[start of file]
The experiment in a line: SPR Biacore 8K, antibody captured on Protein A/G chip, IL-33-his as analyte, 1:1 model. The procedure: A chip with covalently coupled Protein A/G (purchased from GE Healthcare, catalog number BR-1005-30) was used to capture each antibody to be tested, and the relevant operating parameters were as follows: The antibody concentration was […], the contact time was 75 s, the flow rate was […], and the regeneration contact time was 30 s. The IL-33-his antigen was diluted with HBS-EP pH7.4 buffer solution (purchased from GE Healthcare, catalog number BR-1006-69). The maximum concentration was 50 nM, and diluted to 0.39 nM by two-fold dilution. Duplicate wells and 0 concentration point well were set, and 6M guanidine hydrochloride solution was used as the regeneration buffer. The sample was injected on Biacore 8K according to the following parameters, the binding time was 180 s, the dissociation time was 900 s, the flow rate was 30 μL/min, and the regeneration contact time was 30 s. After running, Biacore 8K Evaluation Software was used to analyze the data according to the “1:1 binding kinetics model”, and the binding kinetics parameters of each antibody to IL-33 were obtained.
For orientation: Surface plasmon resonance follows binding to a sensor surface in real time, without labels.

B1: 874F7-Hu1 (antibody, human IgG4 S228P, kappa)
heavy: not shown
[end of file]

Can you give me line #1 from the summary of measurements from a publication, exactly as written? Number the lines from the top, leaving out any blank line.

The experiment in a line: SPR Biacore 8K, antibody captured on Protein A/G chip, IL-33-his as analyte, 1:1 model. The procedure: A chip with covalently coupled Protein A/G (purchased from GE Healthcare, catalog number BR-1005-30) was used to capture each antibody to be tested, and the relevant operating parameters were as follows: The antibody concentration was […], the contact time was 75 s, the flow rate was […], and the regeneration contact time was 30 s. The IL-33-his antigen was diluted with HBS-EP pH7.4 buffer solution (purchased from GE Healthcare, catalog number BR-1006-69). The maximum concentration was 50 nM, and diluted to 0.39 nM by two-fold dilution. Duplicate wells and 0 concentration point well were set, and 6M guanidine hydrochloride solution was used as the regeneration buffer. The sample was injected on Biacore 8K according to the following parameters, the binding time was 180 s, the dissociation time was 900 s, the flow rate was 30 μL/min, and the regeneration contact time was 30 s. After running, Biacore 8K Evaluation Software was used to analyze the data according to the “1:1 binding kinetics model”, and the binding kinetics parameters of each antibody to IL-33 were obtained.